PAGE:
Calibration of Sustainability Performance Targets
Sustainability Performance Targets (SPTs) are “measurable improvements in key performance indicators on to which issuers commit to a predefined timeline.” For example, a company could set a KPI of water usage per employee. The associated SPT would be to reduce water usage to one gallon per employee per day.
SPTs set by a company should require effort to achieve. They should constitute a material improvement in the chosen area of performance and should synergize with the company’s ESG strategy. Accordingly, SPTs should be associated with a predetermined timeline that can be concurrent with, or predate, the life of the bond.
Issuers should use the following three benchmarking approaches when setting SPTs:
- Tracking the issuers performance for the KPI over the past three years or using forward looking guidance
- Comparing set targets to SPTs established by other companies in the same industry
- Reference to other targets set by countries or international organizations to “determine relevant targets across environmental and social themes”
After establishing benchmarks for SPTs, companies should disclose:
- Their timelines for the achievement of their SPTs
- The chosen baseline identified for improvement and the reasons for selecting it
- How the issuers plan on achieving the SPT—including what actions the company plans to take to achieve the SPT
- The issuers’ ESG strategy and governance of its ESG efforts
By setting benchmarks that encourage the issuer to set material SPTs and disclosing how the issuer plans to achieve said SPTs, the company will ensure that chosen SPTs will be appropriate to use in a sustainability linked bond.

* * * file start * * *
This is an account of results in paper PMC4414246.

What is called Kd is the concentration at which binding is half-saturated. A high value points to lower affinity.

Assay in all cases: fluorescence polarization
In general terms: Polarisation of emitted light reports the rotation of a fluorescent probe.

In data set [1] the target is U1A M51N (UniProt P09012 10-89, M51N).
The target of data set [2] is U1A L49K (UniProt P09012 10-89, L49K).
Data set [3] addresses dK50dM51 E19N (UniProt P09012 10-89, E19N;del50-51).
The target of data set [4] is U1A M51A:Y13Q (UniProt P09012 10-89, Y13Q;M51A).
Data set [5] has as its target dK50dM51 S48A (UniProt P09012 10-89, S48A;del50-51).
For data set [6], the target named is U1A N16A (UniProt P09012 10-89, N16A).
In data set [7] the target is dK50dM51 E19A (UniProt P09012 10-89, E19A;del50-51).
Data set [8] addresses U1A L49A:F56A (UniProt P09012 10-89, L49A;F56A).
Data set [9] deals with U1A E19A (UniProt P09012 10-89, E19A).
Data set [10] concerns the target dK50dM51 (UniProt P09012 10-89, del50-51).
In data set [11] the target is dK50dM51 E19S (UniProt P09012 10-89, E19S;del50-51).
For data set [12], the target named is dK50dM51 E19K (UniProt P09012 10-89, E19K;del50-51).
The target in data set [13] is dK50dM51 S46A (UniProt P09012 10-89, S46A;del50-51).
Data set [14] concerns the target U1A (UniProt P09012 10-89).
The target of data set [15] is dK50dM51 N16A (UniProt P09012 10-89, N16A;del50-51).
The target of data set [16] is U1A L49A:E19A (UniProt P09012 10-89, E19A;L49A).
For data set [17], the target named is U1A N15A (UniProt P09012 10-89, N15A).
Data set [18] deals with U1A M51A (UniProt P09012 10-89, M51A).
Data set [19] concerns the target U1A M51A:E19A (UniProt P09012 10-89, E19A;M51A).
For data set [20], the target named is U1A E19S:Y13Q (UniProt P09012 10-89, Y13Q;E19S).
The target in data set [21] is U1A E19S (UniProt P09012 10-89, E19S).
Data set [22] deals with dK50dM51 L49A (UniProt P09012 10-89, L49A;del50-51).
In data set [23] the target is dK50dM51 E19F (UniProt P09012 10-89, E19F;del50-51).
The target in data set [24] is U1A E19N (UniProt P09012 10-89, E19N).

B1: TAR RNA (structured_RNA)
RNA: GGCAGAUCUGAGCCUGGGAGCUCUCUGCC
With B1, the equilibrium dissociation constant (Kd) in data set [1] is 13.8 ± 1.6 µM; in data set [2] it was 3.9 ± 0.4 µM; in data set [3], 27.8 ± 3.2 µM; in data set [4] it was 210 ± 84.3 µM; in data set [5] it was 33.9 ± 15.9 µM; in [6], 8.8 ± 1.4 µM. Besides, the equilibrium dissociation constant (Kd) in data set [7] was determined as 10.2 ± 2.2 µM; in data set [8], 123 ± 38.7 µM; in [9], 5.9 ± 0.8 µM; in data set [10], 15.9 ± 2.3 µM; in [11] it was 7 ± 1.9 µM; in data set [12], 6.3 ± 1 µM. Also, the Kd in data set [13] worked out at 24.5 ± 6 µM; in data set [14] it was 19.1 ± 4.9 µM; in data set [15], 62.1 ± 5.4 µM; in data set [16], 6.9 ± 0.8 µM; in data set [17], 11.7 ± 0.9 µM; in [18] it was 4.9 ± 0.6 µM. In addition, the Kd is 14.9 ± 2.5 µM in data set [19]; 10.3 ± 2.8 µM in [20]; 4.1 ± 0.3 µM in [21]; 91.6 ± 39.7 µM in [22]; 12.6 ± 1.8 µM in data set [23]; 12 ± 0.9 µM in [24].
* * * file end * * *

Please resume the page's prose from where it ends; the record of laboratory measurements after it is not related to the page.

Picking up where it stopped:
The unique aspect of sustainability linked bonds is that the bond’s financial and structural characteristics change based on reaching SPTs. A sustainability linked bond's most common characteristic is an embedded feature that adjusts the coupon rate based on achieving certain ESG targets, although other variations could be incorporated. Consequently, issuers must diligently document and report any specific variations in the bond's characteristics that may arise if they meet the targets. The ICMA also recommends that “any fallback mechanisms in case the SPTs cannot be calculated or observed in a satisfactory manner, should be explained.”
Companies that issue sustainability linked bonds should also report the following:
- Current information on the performance of the chosen KPIs
- A verification report that highlights the performance of the SPTs and the related impact on the bond’s financial characteristics
- Any relevant information for the analysis of the selected SPTs and KPIs by investors
Report this information at least annually and whenever the SPT performance results in a structural change in the bond's financial characteristics. Doing so provides investors with the necessary information to make informed decisions.
Issuers should also consider disclosing any extraordinary events that could potentially impact the measurement and observation of KPIs and SPTs, such as M&A activity or potential changes in the regulatory environment.
Companies should acquire external verification of their sustainability performance targets and KPIs through a third party at least once a year. The third party can be either an auditor, an environmental consultant, or any other qualified external party with relevant expertise. Make the results of the verification publicly available.
Overall, sustainability linked bonds are becoming increasingly prevalent as more companies increase their ESG efforts. By prioritizing ESG matters, companies can potentially reduce their cost of capital. However, companies that issue sustainability linked bonds will have to ensure appropriate disclosure and reporting. Understanding how to utilize and disclose these sources of financing can specifically help companies benefit from ESG goals.